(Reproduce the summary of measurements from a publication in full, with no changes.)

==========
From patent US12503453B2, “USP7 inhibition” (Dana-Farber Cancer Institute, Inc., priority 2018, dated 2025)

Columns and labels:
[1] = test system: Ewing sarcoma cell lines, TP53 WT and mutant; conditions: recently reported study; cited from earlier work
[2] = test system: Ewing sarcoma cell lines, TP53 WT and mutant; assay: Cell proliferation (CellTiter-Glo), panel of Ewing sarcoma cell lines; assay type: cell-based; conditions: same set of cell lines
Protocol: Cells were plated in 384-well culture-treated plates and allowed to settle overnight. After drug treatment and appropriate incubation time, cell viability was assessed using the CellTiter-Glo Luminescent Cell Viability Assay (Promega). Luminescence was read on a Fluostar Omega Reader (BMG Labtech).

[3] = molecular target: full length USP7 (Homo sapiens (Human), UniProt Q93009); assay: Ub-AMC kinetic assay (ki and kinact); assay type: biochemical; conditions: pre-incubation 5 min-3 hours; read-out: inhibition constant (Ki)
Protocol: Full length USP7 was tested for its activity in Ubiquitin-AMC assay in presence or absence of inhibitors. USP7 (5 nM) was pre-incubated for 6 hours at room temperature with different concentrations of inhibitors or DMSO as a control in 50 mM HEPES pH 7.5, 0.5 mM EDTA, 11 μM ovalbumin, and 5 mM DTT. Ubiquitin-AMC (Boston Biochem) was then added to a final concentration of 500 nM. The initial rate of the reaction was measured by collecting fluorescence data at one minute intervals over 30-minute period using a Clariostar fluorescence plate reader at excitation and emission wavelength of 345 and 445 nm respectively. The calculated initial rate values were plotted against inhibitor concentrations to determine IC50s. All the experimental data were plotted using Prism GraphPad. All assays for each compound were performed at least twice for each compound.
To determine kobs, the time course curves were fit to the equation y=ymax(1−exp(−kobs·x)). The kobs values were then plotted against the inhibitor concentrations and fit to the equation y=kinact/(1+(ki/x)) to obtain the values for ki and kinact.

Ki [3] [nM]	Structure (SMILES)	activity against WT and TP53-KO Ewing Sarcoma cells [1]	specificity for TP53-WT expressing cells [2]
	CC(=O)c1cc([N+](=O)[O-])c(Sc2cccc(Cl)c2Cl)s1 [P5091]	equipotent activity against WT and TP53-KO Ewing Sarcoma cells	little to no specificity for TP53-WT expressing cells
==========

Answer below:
From patent US12503453B2, “USP7 inhibition” (Dana-Farber Cancer Institute, Inc., priority 2018, dated 2025)

Columns and labels:
[1] = test system: Ewing sarcoma cell lines, TP53 WT and mutant; conditions: recently reported study; cited from earlier work
[2] = test system: Ewing sarcoma cell lines, TP53 WT and mutant; assay: Cell proliferation (CellTiter-Glo), panel of Ewing sarcoma cell lines; assay type: cell-based; conditions: same set of cell lines
Protocol: Cells were plated in 384-well culture-treated plates and allowed to settle overnight. After drug treatment and appropriate incubation time, cell viability was assessed using the CellTiter-Glo Luminescent Cell Viability Assay (Promega). Luminescence was read on a Fluostar Omega Reader (BMG Labtech).

[3] = molecular target: full length USP7 (Homo sapiens (Human), UniProt Q93009); assay: Ub-AMC kinetic assay (ki and kinact); assay type: biochemical; conditions: pre-incubation 5 min-3 hours; read-out: inhibition constant (Ki)
Protocol: Full length USP7 was tested for its activity in Ubiquitin-AMC assay in presence or absence of inhibitors. USP7 (5 nM) was pre-incubated for 6 hours at room temperature with different concentrations of inhibitors or DMSO as a control in 50 mM HEPES pH 7.5, 0.5 mM EDTA, 11 μM ovalbumin, and 5 mM DTT. Ubiquitin-AMC (Boston Biochem) was then added to a final concentration of 500 nM. The initial rate of the reaction was measured by collecting fluorescence data at one minute intervals over 30-minute period using a Clariostar fluorescence plate reader at excitation and emission wavelength of 345 and 445 nm respectively. The calculated initial rate values were plotted against inhibitor concentrations to determine IC50s. All the experimental data were plotted using Prism GraphPad. All assays for each compound were performed at least twice for each compound.
To determine kobs, the time course curves were fit to the equation y=ymax(1−exp(−kobs·x)). The kobs values were then plotted against the inhibitor concentrations and fit to the equation y=kinact/(1+(ki/x)) to obtain the values for ki and kinact.

Ki [3] [nM]	Structure (SMILES)	activity against WT and TP53-KO Ewing Sarcoma cells [1]	specificity for TP53-WT expressing cells [2]
	CC(=O)c1cc([N+](=O)[O-])c(Sc2cccc(Cl)c2Cl)s1 [P5091]	equipotent activity against WT and TP53-KO Ewing Sarcoma cells	little to no specificity for TP53-WT expressing cells